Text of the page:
Next week is going to be successful if my wife and children remain happy, we manage to pack for our holiday without any drama, and MoodleNet remains on-track.


Photo taken by me on a family walk to The Plough at Mitford and back #nofilter

Weeknote 29/2019

I’m writing this sitting in my lounge while my daughter is watching Gym Stars (her favourite programme) and my son is upstairs playing Fortnite (his favourite game). My wife has just served up some magnificent scones with clotted cream and jam to celebrate the end of the school term.

Even though it’s almost a decade since I worked in schools, my brain still works in academic terms. It’s hard for it not to, really, given the lives of the other three members of my immediate family are school-centred.

I’ve got another couple of weeks before we head off on holiday. There’s plenty to get done, but it’s all manageable, I think. The clickable prototype that Ivan has been working on is looking great, and I’m looking forward to sharing it with the community next week.

This week, MoodleNet started federating! That meant that this week we shared a blog post for expressions of interest for our Federation testing programme. We’ve still got work to do on the front end and back end, but we’re aiming for this to kick off in about a month’s time.

I was looking forward to the Scouts Beach BBQ this week but, unfortunately, it rained. That meant we decamped to the Methodist church (where are meetings are usually held) and cooked the burgers, etc. in the ovens. Thankfully, everyone still came, so it was a good end-of-term event.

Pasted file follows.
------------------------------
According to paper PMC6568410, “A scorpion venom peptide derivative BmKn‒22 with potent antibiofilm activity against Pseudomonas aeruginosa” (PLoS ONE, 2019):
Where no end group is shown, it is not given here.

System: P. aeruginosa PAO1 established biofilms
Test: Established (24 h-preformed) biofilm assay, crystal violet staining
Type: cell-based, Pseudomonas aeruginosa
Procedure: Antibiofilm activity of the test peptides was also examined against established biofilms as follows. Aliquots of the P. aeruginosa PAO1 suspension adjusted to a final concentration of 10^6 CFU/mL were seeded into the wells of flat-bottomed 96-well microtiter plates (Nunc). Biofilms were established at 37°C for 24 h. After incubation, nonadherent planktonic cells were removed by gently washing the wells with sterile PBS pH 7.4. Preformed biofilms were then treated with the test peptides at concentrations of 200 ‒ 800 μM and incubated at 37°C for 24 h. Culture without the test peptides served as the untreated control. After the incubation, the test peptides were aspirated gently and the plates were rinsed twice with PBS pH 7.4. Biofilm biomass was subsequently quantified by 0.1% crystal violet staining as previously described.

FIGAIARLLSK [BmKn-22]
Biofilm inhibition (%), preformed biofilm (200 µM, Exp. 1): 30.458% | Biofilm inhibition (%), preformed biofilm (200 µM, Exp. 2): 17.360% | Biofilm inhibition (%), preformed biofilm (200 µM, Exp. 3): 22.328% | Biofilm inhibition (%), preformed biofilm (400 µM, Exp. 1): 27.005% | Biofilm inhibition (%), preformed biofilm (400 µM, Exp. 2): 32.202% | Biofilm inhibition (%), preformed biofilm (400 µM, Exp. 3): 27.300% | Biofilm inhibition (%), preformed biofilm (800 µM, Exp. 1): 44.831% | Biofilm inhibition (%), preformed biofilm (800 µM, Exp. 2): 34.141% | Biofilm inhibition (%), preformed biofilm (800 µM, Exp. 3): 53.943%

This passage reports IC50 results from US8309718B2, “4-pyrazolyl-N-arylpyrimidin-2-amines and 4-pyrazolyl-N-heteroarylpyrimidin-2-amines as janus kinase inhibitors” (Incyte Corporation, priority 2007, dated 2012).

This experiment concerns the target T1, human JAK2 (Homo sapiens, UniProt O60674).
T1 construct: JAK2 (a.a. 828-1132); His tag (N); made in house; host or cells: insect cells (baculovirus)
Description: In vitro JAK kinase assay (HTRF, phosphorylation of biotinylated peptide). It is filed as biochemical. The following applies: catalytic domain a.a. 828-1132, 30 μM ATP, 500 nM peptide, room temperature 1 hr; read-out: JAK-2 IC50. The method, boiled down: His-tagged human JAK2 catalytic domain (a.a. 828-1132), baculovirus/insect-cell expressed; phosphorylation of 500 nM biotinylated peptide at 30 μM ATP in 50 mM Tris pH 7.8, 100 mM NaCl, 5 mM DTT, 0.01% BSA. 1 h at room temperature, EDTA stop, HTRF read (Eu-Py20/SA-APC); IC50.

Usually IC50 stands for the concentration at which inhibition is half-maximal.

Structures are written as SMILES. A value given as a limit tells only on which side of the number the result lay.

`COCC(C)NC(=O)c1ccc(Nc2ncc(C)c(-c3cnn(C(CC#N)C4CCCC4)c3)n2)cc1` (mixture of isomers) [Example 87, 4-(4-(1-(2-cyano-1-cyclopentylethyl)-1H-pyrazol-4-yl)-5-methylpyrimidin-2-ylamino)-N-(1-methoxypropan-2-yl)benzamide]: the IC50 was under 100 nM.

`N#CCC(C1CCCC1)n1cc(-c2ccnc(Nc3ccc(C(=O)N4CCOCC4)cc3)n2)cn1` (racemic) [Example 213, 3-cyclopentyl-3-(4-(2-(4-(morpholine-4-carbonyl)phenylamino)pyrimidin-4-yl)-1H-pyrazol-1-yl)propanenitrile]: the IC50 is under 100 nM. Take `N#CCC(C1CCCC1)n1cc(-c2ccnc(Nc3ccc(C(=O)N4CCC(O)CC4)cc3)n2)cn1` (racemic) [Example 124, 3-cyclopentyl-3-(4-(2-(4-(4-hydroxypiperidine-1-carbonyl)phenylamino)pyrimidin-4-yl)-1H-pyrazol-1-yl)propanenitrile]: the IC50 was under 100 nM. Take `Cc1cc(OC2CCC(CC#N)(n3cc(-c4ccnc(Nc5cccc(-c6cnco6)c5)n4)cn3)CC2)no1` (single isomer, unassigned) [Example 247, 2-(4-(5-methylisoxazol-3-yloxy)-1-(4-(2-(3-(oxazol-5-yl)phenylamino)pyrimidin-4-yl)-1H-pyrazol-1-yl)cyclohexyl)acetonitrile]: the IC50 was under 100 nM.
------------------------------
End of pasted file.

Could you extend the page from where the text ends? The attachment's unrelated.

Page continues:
For Thought Shrapnel this week I wrote a pretty long article with an equally-long title: The greatest obstacle to discovery is not ignorance—it is the illusion of knowledge. I recorded a microcast entitled Voice assistants, the gig economy, and… giving it all up? And then I shared some interesting links in Friday federations.

In other news, I’m taking a bit more of a back seat with the co-op over the next few months. I’m not leaving, just with everything else on I need to focus on other things and know that my colleagues have my back. Which is a great feeling.

Finally, I bought a bunch of books in the Verso sale. Their deals are so good, as you get the ebook and hard copy for the price you’d often pay just for the ebook. This time around I went for:

Next week, I’ll be working around the logistics of ensuring our two children get to various summer activities (football camp, church holiday club, etc.) while ensuring everything is going according to plan with MoodleNet.


Photo taken by me of a wonderful sign in a neighbours porch: “Watch out for the cat” (in Italian)

Weeknote 28/2019

As a result of supporting Buster Benson‘s work via Patreon, I’ve unexpectedly found myself on a Discord server with some very smart people. Happily, they also do weeknotes.